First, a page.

ICD-9 Diagnosis Code 330.3

Cerb deg chld in oth dis

Diagnosis Code 330.3

ICD-9: 330.3
Short Description: Cerb deg chld in oth dis
Long Description: Cerebral degeneration of childhood in other diseases classified elsewhere
This is the 2014 version of the ICD-9-CM diagnosis code 330.3

Code Classification
  • Diseases of the nervous system (320–359)
    • Hereditary and degenerative diseases of the central nervous system (330-337)
      • 330 Cerebral degenerations usually manifest in childhood

Information for Medical Professionals

Code Edits
The following edits are applicable to this code:
Manifestations not allowed as principal diagnosis Additional informationCallout TooltipManifestations not allowed as principal diagnosis
Manifestations not allowed as principal diagnosis: Manifestation codes describe the manifestation of an underlying disease, not the disease itself, and therefore should not be used as a principal diagnosis.

Convert to ICD-10 Additional informationCallout TooltipGeneral Equivalence Map
The ICD-10 and ICD-9 GEMs are used to facilitate linking between the diagnosis codes in ICD-9-CM and the new ICD-10-CM code set. The GEMs are the raw material from which providers, health information vendors and payers can derive specific applied mappings to meet their needs.

  • Cerebral degeneration in Hunter's disease
  • Cerebral degeneration in mucopolysaccharidosis

Index of Diseases and Injuries
References found for the code 330.3 in the Index of Diseases and Injuries:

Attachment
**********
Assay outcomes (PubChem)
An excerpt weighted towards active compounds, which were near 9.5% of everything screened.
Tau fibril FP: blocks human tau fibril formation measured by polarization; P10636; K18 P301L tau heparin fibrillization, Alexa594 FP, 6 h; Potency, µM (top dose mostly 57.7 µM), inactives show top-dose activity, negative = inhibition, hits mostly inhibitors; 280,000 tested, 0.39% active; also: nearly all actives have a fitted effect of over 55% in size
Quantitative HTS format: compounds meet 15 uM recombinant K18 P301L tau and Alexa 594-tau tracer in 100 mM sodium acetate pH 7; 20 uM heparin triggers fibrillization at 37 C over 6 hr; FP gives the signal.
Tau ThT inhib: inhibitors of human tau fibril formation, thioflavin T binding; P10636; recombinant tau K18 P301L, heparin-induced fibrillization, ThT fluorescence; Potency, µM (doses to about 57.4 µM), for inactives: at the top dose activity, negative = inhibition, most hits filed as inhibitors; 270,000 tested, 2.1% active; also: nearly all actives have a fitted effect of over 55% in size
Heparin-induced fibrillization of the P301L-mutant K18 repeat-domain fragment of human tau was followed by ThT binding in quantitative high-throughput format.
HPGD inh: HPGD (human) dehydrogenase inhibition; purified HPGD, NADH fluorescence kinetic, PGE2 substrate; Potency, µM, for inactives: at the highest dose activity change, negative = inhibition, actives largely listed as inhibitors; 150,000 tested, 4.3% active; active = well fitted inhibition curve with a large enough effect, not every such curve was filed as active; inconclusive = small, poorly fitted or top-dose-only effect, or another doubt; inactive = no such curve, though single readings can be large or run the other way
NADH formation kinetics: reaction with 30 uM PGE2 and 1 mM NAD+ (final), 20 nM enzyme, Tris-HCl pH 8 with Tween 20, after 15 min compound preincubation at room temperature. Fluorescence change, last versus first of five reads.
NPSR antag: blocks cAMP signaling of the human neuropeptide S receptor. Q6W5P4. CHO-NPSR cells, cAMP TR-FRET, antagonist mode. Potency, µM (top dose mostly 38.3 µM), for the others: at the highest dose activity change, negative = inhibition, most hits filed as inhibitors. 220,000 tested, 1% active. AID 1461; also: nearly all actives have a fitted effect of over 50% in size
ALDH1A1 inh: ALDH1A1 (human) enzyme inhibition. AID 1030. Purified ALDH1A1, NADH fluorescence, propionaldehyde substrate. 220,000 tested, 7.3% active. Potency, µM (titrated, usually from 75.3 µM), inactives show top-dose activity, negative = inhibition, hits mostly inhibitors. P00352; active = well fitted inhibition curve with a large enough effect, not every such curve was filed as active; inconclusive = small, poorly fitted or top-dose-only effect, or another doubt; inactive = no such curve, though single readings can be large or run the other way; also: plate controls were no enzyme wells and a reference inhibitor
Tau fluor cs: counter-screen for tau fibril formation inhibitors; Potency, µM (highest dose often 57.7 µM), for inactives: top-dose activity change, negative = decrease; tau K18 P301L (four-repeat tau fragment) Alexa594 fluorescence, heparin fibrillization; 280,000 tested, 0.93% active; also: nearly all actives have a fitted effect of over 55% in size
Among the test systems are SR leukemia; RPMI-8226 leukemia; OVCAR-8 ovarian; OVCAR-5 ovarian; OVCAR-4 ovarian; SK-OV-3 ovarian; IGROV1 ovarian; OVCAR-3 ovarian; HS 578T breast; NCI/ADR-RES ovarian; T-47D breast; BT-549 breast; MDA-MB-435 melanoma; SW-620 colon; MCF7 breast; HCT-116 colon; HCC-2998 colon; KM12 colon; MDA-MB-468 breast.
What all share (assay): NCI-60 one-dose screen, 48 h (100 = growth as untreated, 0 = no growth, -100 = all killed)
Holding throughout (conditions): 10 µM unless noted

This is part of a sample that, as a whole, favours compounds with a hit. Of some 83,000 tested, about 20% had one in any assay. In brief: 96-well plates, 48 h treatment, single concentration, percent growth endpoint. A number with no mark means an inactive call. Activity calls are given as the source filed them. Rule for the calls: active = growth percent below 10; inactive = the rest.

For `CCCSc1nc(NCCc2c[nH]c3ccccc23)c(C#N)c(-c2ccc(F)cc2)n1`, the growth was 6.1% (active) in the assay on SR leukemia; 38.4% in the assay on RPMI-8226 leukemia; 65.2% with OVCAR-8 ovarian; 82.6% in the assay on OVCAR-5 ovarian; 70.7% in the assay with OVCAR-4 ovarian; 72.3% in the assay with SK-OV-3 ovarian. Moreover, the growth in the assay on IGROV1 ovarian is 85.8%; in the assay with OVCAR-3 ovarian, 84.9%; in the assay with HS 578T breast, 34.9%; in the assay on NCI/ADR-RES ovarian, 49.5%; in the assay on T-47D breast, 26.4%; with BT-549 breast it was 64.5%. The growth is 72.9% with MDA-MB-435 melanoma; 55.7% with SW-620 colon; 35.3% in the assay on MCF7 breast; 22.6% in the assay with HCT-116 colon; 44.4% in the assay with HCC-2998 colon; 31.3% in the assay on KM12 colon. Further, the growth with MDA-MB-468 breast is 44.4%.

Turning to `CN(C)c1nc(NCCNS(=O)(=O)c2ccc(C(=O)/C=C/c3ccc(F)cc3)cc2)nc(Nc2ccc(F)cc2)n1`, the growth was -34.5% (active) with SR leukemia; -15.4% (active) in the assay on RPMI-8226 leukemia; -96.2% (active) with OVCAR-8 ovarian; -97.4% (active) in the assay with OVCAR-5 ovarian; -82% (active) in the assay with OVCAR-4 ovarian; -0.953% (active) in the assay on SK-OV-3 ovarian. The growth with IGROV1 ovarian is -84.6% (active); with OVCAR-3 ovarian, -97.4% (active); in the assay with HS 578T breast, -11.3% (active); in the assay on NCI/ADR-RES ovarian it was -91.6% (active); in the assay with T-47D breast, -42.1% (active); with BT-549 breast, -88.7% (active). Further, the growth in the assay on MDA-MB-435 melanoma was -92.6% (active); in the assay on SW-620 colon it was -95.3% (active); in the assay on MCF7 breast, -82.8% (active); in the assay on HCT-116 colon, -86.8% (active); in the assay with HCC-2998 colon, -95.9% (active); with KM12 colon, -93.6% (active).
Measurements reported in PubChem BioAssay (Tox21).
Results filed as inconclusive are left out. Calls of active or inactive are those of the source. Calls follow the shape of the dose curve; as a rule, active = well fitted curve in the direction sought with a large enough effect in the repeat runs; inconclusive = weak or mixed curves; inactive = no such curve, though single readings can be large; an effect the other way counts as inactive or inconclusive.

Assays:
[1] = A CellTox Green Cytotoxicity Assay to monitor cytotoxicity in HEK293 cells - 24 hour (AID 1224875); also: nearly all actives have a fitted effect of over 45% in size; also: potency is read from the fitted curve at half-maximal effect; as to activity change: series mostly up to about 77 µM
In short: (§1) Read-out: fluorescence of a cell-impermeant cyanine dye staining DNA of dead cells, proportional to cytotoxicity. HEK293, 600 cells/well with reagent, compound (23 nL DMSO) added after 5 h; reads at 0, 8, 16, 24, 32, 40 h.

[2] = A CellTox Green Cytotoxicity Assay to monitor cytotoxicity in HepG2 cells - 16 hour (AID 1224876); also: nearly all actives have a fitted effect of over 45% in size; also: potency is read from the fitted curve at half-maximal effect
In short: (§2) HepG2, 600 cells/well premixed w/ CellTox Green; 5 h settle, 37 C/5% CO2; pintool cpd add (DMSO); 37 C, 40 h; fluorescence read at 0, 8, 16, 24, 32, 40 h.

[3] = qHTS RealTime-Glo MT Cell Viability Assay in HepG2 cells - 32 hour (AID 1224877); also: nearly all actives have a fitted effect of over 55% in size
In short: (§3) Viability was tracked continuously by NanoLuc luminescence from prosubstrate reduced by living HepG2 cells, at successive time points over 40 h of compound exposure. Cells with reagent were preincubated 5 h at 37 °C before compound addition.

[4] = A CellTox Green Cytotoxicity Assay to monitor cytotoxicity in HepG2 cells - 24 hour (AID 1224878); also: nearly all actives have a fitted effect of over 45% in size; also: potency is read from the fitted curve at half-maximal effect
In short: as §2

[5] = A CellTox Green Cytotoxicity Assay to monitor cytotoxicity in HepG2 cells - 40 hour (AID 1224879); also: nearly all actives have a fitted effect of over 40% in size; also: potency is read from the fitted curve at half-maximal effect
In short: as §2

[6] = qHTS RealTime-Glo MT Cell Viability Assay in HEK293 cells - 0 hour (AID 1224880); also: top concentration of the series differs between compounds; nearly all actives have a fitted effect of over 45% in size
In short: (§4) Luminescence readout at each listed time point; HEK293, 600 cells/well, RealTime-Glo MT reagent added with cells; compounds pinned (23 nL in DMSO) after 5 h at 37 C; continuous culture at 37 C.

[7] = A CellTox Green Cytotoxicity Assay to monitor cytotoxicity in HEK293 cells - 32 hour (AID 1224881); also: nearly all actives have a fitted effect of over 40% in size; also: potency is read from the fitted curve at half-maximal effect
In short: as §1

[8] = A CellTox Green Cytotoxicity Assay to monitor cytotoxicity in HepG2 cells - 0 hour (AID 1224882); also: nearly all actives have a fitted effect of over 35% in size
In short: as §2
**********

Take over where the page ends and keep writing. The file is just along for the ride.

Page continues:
• Degeneration, degenerative
      • brain (cortical) (progressive) 331.9
        • in
          • Hunter's disease or syndrome 277.5 [330.3]
          • mucopolysaccharidosis 277.5 [330.3]

Information for Patients

Genetic Brain Disorders

Also called: Inborn genetic brain disorders

A genetic brain disorder is caused by a variation or a mutation in a gene. A variation is a different form of a gene. A mutation is a change in a gene. Genetic brain disorders affect the development and function of the brain.

Some genetic brain disorders are due to random gene mutations or mutations caused by environmental exposure, such as cigarette smoke. Other disorders are inherited, which means that a mutated gene or group of genes is passed down through a family. They can also be due to a combination of both genetic changes and other outside factors.

Some examples of genetic brain disorders include

  • Leukodystrophies
  • Phenylketonuria
  • Tay-Sachs disease
  • Wilson disease

Many people with genetic brain disorders fail to produce enough of certain proteins that influence brain development and function. These brain disorders can cause serious problems that affect the nervous system. Some have treatments to control symptoms. Some are life-threatening.

  • Lesch-Nyhan syndrome
  • Maple syrup urine disease
  • Menkes syndrome
  • Neuronal ceroid lipofuscinoses (NCLS)
  • Niemann-Pick disease

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